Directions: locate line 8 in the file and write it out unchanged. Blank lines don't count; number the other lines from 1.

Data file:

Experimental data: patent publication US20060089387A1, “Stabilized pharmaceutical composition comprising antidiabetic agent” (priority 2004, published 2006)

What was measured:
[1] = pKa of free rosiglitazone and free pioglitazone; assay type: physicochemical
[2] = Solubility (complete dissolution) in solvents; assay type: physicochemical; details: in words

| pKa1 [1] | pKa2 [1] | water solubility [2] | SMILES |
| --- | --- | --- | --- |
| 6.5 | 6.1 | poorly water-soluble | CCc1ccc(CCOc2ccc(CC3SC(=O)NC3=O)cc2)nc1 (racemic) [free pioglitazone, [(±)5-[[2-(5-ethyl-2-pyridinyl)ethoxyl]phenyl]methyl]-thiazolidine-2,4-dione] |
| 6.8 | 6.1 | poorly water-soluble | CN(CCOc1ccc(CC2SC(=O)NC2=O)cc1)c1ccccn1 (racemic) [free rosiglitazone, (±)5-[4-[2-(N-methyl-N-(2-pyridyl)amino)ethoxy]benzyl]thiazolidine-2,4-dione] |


| 6.8 | 6.1 | poorly water-soluble | CN(CCOc1ccc(CC2SC(=O)NC2=O)cc1)c1ccccn1 (racemic) [free rosiglitazone, (±)5-[4-[2-(N-methyl-N-(2-pyridyl)amino)ethoxy]benzyl]thiazolidine-2,4-dione] |